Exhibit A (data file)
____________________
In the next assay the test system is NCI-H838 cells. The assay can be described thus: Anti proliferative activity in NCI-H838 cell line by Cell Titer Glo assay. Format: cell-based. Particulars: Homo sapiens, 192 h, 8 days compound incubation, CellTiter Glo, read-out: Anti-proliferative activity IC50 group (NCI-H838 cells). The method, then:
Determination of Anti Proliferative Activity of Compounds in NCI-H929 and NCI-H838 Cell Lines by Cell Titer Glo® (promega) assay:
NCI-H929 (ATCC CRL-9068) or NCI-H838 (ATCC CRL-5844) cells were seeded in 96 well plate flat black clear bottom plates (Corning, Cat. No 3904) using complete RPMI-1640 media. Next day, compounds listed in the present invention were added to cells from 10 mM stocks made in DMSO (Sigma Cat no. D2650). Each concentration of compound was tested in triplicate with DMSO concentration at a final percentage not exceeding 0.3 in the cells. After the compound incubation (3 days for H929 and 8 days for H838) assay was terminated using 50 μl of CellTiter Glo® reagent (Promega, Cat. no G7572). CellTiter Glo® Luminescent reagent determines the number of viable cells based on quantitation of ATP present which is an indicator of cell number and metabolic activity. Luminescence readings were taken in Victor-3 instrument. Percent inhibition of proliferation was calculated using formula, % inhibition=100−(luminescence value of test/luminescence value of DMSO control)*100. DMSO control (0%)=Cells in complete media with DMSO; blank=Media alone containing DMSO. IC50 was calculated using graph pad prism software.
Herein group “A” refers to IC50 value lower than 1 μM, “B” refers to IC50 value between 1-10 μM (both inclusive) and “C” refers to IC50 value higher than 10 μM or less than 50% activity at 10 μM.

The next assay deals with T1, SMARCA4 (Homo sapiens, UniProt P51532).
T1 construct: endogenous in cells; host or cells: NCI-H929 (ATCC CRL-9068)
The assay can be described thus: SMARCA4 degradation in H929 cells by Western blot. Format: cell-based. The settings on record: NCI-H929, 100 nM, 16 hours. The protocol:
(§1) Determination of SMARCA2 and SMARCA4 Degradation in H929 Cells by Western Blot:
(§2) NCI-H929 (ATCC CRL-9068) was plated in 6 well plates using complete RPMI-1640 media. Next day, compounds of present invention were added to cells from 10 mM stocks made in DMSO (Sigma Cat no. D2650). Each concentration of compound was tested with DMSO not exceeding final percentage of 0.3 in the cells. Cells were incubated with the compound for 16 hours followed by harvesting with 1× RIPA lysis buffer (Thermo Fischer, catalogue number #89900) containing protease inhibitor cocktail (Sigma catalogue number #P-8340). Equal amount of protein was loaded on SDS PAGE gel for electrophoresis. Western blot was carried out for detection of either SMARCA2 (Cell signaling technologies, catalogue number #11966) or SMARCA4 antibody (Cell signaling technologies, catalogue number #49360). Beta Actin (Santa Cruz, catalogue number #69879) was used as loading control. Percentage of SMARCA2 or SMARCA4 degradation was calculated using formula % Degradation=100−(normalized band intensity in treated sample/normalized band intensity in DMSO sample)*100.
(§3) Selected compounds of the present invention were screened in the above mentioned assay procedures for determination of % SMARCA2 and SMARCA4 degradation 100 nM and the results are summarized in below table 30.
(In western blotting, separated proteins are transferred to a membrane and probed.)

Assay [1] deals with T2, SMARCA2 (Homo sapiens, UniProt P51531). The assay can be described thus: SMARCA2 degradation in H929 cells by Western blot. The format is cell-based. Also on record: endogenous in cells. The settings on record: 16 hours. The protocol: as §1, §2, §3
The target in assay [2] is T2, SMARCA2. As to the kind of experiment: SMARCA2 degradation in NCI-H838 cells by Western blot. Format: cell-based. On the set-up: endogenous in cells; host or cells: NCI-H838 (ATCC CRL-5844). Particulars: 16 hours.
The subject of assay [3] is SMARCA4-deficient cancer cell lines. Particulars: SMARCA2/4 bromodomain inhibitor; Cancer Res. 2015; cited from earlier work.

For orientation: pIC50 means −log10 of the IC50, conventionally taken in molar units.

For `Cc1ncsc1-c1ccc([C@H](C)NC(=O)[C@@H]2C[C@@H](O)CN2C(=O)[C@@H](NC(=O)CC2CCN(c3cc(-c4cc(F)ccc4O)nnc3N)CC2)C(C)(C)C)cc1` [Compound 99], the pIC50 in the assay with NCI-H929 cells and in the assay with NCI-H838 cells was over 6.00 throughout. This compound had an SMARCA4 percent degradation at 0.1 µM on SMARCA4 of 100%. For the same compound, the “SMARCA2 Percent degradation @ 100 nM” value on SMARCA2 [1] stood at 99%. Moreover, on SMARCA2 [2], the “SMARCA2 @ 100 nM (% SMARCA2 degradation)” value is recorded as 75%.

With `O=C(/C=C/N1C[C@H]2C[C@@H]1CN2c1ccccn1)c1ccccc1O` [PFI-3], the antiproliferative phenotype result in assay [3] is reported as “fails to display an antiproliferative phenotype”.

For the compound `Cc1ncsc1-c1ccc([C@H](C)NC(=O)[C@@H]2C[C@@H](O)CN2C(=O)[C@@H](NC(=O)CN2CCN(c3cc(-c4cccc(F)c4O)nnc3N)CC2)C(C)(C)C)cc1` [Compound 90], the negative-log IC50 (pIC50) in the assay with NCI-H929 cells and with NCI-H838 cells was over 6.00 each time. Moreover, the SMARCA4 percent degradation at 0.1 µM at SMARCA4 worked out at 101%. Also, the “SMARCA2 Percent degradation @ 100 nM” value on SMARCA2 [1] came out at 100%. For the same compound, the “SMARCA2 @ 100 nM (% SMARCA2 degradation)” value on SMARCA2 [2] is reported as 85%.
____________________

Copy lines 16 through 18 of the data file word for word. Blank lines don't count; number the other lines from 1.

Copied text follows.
For `Cc1ncsc1-c1ccc([C@H](C)NC(=O)[C@@H]2C[C@@H](O)CN2C(=O)[C@@H](NC(=O)CC2CCN(c3cc(-c4cc(F)ccc4O)nnc3N)CC2)C(C)(C)C)cc1` [Compound 99], the pIC50 in the assay with NCI-H929 cells and in the assay with NCI-H838 cells was over 6.00 throughout. This compound had an SMARCA4 percent degradation at 0.1 µM on SMARCA4 of 100%. For the same compound, the “SMARCA2 Percent degradation @ 100 nM” value on SMARCA2 [1] stood at 99%. Moreover, on SMARCA2 [2], the “SMARCA2 @ 100 nM (% SMARCA2 degradation)” value is recorded as 75%.

With `O=C(/C=C/N1C[C@H]2C[C@@H]1CN2c1ccccn1)c1ccccc1O` [PFI-3], the antiproliferative phenotype result in assay [3] is reported as “fails to display an antiproliferative phenotype”.

For the compound `Cc1ncsc1-c1ccc([C@H](C)NC(=O)[C@@H]2C[C@@H](O)CN2C(=O)[C@@H](NC(=O)CN2CCN(c3cc(-c4cccc(F)c4O)nnc3N)CC2)C(C)(C)C)cc1` [Compound 90], the negative-log IC50 (pIC50) in the assay with NCI-H929 cells and with NCI-H838 cells was over 6.00 each time. Moreover, the SMARCA4 percent degradation at 0.1 µM at SMARCA4 worked out at 101%. Also, the “SMARCA2 Percent degradation @ 100 nM” value on SMARCA2 [1] came out at 100%. For the same compound, the “SMARCA2 @ 100 nM (% SMARCA2 degradation)” value on SMARCA2 [2] is reported as 85%.